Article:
Pulmonary Infarction

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Loschner first described pediatric pulmonary embolism (PE) in the 1860s. Deep venous thromboses (DVT) and pulmonary emboli are relatively rare phenomena in pediatric practice; however, when they do occur, they are associated with significant morbidity and mortality. Because of the rarity of pulmonary emboli in children, they are probably underdiagnosed. For the same reason, much of the information pertaining to diagnosis and management of pulmonary embolism has been derived from adult practice.

A specific diagnosis that should be mentioned because of its prevalence is sickle cell disease. Prompt recognition and management of pulmonary problems may lead to a decreased rate of pulmonary complications.

Most pulmonary emboli derive from a free-floating thrombus. In rare situations, extension of an existing pulmonary thrombus may result in pulmonary infarction. Many materials and substances may form emboli and move to the pulmonary circulation; these include fat, tumor, septic emboli, air, amniotic fluid, and injected foreign material.

The size of a pulmonary embolism determines at which points in the pulmonary vasculature it lodges. After the embolus lodges, it occludes the vessel, reducing distal blood flow to the area directly supplied by the vessel. The degree of obstruction of the pulmonary circulation directly affects the resulting pathophysiology.

In all cases of pulmonary embolism, ventilation/perfusion (V/Q) mismatch occurs to some degree, in which continued ventilation of lung units without circulation is present. Oxygenation is usually not affected by the V/Q mismatch, in contrast with V/Q mismatch that arises from obstruction of airways and lung parenchyma. Impaired oxygenation in the context of suspected pulmonary embolism implies a massive obstruction.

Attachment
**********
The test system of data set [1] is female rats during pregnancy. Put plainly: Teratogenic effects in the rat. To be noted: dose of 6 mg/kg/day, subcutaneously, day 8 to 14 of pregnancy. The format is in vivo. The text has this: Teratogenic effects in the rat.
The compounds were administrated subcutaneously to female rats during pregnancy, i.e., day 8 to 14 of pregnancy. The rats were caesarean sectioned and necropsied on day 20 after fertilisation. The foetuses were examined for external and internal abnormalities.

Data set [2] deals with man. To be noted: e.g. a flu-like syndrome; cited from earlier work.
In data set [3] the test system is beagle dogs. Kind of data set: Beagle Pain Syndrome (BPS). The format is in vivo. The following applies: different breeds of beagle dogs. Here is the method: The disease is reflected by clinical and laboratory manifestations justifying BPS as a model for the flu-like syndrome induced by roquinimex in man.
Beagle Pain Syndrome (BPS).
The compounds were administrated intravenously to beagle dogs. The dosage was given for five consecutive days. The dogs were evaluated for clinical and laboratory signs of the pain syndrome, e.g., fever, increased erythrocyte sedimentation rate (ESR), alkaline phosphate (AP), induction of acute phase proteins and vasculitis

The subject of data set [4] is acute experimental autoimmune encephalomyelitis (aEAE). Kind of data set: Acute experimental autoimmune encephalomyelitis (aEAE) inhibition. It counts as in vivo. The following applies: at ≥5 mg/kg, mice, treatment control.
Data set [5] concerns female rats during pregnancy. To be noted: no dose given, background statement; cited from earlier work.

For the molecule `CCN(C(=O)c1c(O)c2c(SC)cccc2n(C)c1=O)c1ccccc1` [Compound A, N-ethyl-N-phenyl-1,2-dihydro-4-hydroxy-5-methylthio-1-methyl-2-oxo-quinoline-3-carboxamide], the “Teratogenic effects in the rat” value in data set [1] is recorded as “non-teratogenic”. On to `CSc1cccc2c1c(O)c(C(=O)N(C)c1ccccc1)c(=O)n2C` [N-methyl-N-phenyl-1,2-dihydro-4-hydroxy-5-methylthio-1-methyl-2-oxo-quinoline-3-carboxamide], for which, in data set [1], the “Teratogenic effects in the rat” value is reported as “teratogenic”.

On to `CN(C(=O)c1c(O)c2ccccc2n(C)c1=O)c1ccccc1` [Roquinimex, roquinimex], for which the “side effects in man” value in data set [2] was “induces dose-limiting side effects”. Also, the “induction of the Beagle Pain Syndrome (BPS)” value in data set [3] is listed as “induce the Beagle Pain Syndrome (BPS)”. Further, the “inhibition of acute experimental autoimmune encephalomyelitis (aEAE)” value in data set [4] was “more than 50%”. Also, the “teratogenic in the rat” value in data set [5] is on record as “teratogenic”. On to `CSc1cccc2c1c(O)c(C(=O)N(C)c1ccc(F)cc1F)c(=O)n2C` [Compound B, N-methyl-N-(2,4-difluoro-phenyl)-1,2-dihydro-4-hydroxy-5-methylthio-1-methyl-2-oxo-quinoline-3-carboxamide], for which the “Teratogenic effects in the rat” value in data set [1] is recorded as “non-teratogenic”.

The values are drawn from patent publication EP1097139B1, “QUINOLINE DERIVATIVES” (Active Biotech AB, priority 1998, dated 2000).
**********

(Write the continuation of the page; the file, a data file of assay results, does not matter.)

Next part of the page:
An increase in effective alveolar dead space is a direct result of the V/Q mismatch. Ventilation (carbon dioxide removal) is usually compensated for by tachypnea.

In cases in which the pulmonary embolus is large, a sudden increase in pulmonary artery pressure may lead to right ventricular strain and right heart failure. A sudden rise in the right ventricular pressure may cause a leftward shift of the intraventricular septum, which may impair left ventricular filling and output (classic obstructive shock).

Reflex bronchoconstriction is often associated with pulmonary embolism. This increases the work of breathing and decreases pulmonary compliance. Pulmonary infarction is also associated with diminished surfactant levels, which may contribute to the increased work of breathing and diminished oxygenation.

Children with pulmonary emboli often have a serious underlying condition that predisposes them to embolus development and may worsen their clinical outcome. Some of the more common underlying conditions include the following:

Sickle cell disease

Nephrotic syndrome



Inherited hypercoagulable state


In sickle cell disease, an initial trigger (often infection) exacerbated by dehydration (eg, due to fever, tachypnea, or decreased intake) leads to sickling of RBCs within small blood vessels of the lung and other organs. This precipitates a cycle of relative deoxygenation that further exacerbates the sickling tendency, leading to small vessel occlusion and, ultimately, infarction of areas of the pulmonary parenchyma. Allied to this sequence is the tendency of many patients with sickle cell disease to have a component of reactive airways disease, which further decreases oxygenation.